I'll Keep It With Mine

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David
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I'll Keep It With Mine

Post by David » Sat Sep 21, 2019 4:53 pm

You went into the kitchen and you cried.
A Dylan song you hadn't heard before,
heard now, too late, I think exemplified
the good things that you should have had in store,
the little treats the future would have brought
at intervals, each stately and in time.
To Whom could we appeal, to Whom report
this accident, this tragedy, this crime?

Come on, give it to me
I'll keep it with mine

Macavity
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Re: I'll Keep It With Mine

Post by Macavity » Sun Sep 22, 2019 7:10 am

Neatly done David. I don't have a great knowledge of Dylan, but the framing of the lyric in the 'kitchen sink' drama, a song setting off regretful tears, will connect with many readers (who are weighted with discontented hearts).
this accident, this tragedy, this crime?
Being ungodly, not believing in fate, not accepting individual responsibility, I tend to blame the weather.

The ambivalence of the concluding empathy resonates.

all the best

mac

ray miller
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Re: I'll Keep It With Mine

Post by ray miller » Sun Sep 22, 2019 11:19 am

Very good. I'm guessing the subject is someone who can't have children for whatever reason. Or maybe cannot look after her children. Might be wrong. Lines 7 and 8 I like a lot. It's a strange song, I think, I've never quite got my head around these lines -
I can't help it if you might think I am odd
If I say I'm not loving you for what you are
But for what you're not.


Dylan at his most oblique. If he said I'm loving you not for what you are... I'd find it a bit clearer, but no.
I'm out of faith and in my cups
I contemplate such bitter stuff.

Macavity
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Re: I'll Keep It With Mine

Post by Macavity » Sun Sep 22, 2019 11:38 am

Whoops...didn't pick up on the child angle...a darker read for that

bjondon
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Re: I'll Keep It With Mine

Post by bjondon » Mon Sep 23, 2019 12:49 pm

Hi David - yes, I love the play between the genteel fatherly voice here and Dylan's loquacious obliquities - that have the capacity to be endlessly repurposed - here the nod to the N's youth and the generous, wry inclusion of his/her son's/daughter's devastation at being dumped.
J

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JJWilliamson
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Re: I'll Keep It With Mine

Post by JJWilliamson » Sat Sep 28, 2019 8:03 am

A tad enigmatic for me, David, but an intriguing piece nonetheless. I suppose that was part of your intent, especially with your reference to Dylan.

Incidentally, you just sparked a discussion between Di and myself about Good ol' Bob. I love his songs but she doesn't like him too much, citing that he was a rich boy pretending. Just saying. :)

Are you referencing a specific song? It certainly feels that way. I keep trying to see what this is about and am left with the feeling of tragedy, especially one concerning a child. It could also be about a failed relationship. The close doesn't feel tragic enough to be about death, so I'm probably barking up the tree of wrongfulness again.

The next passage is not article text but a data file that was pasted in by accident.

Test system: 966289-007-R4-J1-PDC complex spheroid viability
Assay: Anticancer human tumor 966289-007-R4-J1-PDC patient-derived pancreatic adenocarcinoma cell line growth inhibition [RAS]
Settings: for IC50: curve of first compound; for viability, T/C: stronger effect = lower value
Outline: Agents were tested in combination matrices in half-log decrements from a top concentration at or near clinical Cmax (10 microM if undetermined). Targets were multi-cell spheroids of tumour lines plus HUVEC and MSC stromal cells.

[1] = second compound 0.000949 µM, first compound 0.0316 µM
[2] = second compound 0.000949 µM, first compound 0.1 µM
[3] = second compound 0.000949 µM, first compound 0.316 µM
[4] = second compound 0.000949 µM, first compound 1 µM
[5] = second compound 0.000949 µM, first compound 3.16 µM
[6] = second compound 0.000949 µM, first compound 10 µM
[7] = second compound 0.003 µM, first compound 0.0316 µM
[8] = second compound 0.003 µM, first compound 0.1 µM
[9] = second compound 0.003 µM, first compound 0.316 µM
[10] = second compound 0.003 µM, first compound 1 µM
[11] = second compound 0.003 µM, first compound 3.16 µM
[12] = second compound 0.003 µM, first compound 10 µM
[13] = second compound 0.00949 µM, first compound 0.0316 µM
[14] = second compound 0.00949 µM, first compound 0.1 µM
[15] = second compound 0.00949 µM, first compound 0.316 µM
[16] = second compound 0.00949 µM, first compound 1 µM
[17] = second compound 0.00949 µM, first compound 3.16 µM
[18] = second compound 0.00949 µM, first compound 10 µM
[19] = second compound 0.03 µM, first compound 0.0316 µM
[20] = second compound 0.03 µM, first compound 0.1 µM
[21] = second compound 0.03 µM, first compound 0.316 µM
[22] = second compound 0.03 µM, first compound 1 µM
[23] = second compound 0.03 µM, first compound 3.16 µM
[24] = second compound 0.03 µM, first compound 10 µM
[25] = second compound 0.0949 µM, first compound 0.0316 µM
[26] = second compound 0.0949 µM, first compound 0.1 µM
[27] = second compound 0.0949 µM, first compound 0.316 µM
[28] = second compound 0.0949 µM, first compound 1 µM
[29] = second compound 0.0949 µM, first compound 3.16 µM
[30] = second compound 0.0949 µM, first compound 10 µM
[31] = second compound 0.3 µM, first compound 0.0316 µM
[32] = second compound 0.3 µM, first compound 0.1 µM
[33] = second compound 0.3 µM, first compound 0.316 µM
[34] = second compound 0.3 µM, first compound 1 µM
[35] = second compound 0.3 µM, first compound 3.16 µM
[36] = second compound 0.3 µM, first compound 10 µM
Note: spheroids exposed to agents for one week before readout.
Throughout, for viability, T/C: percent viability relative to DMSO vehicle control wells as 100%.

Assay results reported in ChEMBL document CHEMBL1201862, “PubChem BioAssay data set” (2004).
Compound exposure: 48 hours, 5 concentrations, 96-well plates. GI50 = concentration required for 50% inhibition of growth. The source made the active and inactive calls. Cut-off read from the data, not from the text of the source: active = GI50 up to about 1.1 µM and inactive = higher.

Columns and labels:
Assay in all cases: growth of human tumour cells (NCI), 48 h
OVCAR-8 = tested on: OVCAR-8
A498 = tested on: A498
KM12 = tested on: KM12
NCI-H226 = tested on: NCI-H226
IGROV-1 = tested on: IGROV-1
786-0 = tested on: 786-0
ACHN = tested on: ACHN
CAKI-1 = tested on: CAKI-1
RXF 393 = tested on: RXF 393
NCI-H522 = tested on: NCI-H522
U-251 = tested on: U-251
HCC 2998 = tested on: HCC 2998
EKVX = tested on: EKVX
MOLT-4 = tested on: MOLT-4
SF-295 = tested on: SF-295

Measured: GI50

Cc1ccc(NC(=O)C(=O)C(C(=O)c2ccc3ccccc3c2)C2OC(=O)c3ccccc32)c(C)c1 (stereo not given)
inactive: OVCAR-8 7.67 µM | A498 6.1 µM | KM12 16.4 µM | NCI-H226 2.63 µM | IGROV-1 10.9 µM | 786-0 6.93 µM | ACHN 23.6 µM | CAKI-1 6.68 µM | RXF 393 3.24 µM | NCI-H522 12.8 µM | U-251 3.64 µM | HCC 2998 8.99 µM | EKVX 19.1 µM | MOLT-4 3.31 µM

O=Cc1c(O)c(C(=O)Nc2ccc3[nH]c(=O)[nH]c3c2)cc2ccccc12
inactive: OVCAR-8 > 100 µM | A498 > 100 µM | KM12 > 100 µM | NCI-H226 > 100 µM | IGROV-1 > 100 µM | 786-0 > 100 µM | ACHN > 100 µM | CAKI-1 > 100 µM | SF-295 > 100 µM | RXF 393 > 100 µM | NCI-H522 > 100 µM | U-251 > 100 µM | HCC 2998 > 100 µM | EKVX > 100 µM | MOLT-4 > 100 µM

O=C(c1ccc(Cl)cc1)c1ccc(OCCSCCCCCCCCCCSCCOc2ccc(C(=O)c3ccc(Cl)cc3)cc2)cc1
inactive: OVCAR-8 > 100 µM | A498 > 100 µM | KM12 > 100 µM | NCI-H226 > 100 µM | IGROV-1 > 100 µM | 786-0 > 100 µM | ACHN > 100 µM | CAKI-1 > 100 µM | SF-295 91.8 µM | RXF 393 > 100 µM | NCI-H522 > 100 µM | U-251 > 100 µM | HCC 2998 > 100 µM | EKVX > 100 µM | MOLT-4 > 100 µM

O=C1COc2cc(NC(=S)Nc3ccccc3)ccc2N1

The iambic pentameter is flawless, and the rhymes are delightful AND pretty tricky. Admired them, I did.
The rhythms change in the couplet, of course.

Overall I enjoyed this poem but was still left mid-air.

Best

JJ
David wrote:
Sat Sep 21, 2019 4:53 pm
You went into the kitchen and you cried.
A Dylan song you hadn't heard before,
heard now, too late, I think exemplified
the good things that you should have had in store,
the little treats the future would have brought
at intervals, each stately and in time.
To Whom could we appeal, to Whom report
this accident, this tragedy, this crime?

Come on, give it to me
I'll keep it with mine
Long time a child and still a child

David
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Re: I'll Keep It With Mine

Post by David » Sat Oct 05, 2019 11:55 am

Thanks all. I'm afraid this is an extension of my all too reprehensible habit of talking - retrospectively - to the dead. Who that is is not necessarily relevant here.

So it's a very personal one. I appreciate the comments, as ever, but - in this case - they're not likely to change the thing very much. (It actually - possibly - has a part in a larger, already existing sequence. So I am here, in effect, not saying "what do you think of this clock?", but rather "what do you think of this cogwheel?" Which is an unreasonable question to ask anyone.)

Specifically, however, seeing you're worth it (copyright L'Oreal) ...

Mac, Ray, Jules, I'm very glad you liked it. The scenario you have seen is not quite the right one, but - for the purpose of the poem standing alone (if it does), anyway - I don't think that matters.

JJ, I am a big fan of certain songs - even certain albums - but I'm currently reading a biography of the Bobster (by Bob Spitz), in which he is appearing as pretty much the little shite as I thought he might be. Or, to be fair, as we've only got as far as the mid-60s as yet, as he might have been. He wasn't a rich boy pretending, though. He was a middle class Jewish boy from the Midwest pretending.

It is a specific song. It's the title of the poem! A lovely one, but you can only find it on one of the Biograph discs.

Cheers all

David

P.S. Bob famously said that, whenever he used the word "you" in his songs, he was really referring to himself. That's a slippery little get-out clause for him, but it ain't the case here. Or ever, for me, really. So far as you remember.

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